Awareness Training Presented by Academic Affairs

Presented by: Work Session Leader: Ron Paul Joyce Hanley & Ron Paul

Why are you here?

Mandated by Cal U’s Administrative Council and

the Board of Trustees

Goal: promote positive interaction with our

customers

Objectives

Know how to handle inquiries (in-person and on the

phone)

Know how to obtain necessary information from

callers and visitors

Be able to utilize the features of the phonesKnow how to utilize online resources

Agenda – Customer Service

What is good customer service?Who are our customers?Why is good customer service so important?

Agenda – Communication Skills

Good communication skills – what are they and why

do we find it so hard to communicate?

How can I improve my active listening skills?

Agenda – Phone Coverage

What to do when the phone ringsWhat to say firstTop 5 list of things to askHandling transfersPutting callers on holdHow do I find the right person or

department? What resources are available to me?

Customer Service Part One

Customer Service What constitutes good customer service?

ReliabilityConfidenceEmpathyResponsiveness

Why is good Customer Service so important?

“First impressions are indelibly marked on the fabric

of the mind.”

Our goal is to create a

positive experience for every customer.

Who are our Customers?

ExternalProspective StudentsParentsOther interested partiesInternalStaffFacultyStudents

Self-fulfilling Prophecy

Increase in Enrollment and Better Services Good Customer Service Better Customer Experiences

But my degree isn’t in Public Relations!

You come into contact with customers everywhereYou are the face of Cal U – they will judge Cal U by

their impression of you

In other words …

You are Cal U !

Quick Check

What is good customer service?Who are our customers?Why is good customer service so important?

Communication Skills Part Two

What are the costs of ineffective communication?

Lost opportunitiesMistakes/reworkConfusion/mistrust

Barriers to Effective Communication

EnvironmentalVerbalInterpersonal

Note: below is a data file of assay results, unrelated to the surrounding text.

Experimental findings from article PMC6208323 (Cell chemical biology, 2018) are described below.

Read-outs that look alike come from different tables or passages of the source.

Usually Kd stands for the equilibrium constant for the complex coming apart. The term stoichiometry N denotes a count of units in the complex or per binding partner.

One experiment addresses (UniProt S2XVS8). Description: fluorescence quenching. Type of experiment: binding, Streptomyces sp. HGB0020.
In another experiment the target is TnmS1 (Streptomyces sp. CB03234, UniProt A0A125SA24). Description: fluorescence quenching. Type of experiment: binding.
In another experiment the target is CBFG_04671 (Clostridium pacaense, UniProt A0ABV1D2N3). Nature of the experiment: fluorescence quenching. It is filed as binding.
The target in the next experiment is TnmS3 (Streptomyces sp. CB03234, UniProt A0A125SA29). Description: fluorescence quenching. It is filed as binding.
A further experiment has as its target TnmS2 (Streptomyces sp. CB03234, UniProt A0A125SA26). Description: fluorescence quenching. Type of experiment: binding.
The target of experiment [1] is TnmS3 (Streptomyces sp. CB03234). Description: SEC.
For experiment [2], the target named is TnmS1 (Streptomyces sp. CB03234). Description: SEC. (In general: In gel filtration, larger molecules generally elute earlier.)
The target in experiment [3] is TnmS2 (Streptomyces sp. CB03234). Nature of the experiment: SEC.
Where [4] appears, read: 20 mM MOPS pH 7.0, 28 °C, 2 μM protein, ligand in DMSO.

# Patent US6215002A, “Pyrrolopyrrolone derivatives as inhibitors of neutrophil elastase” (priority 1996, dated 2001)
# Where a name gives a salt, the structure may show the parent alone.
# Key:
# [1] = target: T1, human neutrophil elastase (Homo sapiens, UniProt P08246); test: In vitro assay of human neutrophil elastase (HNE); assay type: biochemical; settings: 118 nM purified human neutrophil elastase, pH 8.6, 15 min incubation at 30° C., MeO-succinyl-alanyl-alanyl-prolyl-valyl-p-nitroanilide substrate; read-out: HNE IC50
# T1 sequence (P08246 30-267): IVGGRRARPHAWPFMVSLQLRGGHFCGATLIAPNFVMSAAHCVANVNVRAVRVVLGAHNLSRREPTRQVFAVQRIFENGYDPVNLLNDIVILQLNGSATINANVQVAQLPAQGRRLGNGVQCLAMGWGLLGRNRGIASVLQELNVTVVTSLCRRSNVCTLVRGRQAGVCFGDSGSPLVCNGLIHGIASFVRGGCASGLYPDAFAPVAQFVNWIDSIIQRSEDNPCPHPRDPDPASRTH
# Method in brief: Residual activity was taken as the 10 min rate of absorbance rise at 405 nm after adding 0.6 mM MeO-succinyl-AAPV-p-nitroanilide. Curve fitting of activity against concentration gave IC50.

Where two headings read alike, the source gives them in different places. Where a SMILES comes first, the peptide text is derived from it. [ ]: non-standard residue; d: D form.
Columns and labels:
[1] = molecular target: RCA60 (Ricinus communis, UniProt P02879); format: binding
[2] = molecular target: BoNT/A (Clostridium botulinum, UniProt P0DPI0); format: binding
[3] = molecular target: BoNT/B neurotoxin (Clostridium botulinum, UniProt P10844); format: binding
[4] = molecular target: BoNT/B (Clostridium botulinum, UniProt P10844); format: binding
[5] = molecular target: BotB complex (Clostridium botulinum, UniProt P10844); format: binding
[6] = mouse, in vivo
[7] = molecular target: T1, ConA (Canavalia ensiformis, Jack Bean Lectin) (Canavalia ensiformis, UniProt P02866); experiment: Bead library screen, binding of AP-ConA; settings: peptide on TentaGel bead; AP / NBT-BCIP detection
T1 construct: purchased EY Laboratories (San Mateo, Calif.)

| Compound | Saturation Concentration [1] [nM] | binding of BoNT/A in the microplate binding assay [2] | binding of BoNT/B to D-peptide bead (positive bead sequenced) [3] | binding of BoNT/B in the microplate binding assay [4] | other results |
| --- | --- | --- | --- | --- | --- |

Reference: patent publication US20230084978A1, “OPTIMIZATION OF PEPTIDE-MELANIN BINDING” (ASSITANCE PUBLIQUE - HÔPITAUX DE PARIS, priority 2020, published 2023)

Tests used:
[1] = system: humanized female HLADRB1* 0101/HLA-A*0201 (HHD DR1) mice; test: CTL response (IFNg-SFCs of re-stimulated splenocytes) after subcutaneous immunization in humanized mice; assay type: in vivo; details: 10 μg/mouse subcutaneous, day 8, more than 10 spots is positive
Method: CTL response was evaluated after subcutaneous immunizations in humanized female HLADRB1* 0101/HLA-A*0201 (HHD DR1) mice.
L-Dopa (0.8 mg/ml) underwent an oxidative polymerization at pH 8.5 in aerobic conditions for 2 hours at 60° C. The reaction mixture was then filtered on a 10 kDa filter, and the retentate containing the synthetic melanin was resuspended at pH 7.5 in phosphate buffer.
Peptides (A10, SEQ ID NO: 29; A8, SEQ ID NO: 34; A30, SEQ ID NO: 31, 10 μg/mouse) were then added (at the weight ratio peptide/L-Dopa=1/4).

Barriers to Effective Communication

Environmental – parts of your surroundings that

have a negative effect on communication

Verbal – ways of speaking that get in the way of

good communication

Interpersonal – relationship issues between people

that have a negative effect on communication

StereotypesHot buttonsAttitude

Ways to overcome barriers

EnvironmentalControl the settingPlan to talk when there are minimal disruptionsVerbalKnow what you want to say and be clearAsk questions and confirmListenInterpersonalSet aside biases and assumptionsBe alert for possible differences in perceptions

Hearing vs. Listening

What’s the big deal?

Hearing vs. Listening

Hearing is a physical process The ears hear.

Listening is an intellectual and an emotional process.

The whole body listens.

Hearing is a sense of sound.

Listening is a search for meaning.

Why don’t we listen?

InterruptionsFear of not having all of the answersBelieving that you know more than the speakerThe speaker pushes a hot buttonPseudo-listening

Active Listening

Confirm your understanding by repeating itAsk questions if you are unclear about anythingRead back critical information to ensure that you got

it right

Top 10 Tips for Active Listening 10. Take notes!

9. Be a CSI!

8. Stay calm!

7. Forget about this weekend – concentrate!

6. Listen for the unspoken!

5. Don’t be judgmental!

Top 10 (continued)

4. Let the caller know you understand!

3. Don’t interrupt… well, unless you must!

2. It ISN’T all about you!

AND 1. Be prepared!

There is a reason why we were born with: 2 ears and only 1 mouth!

Quick Check

What are the three costs of poor communication?Name three types of barriers to communication.How can you overcome those barriers?What are 5 reasons we do not listen well?Name the top 10 tips for active listening!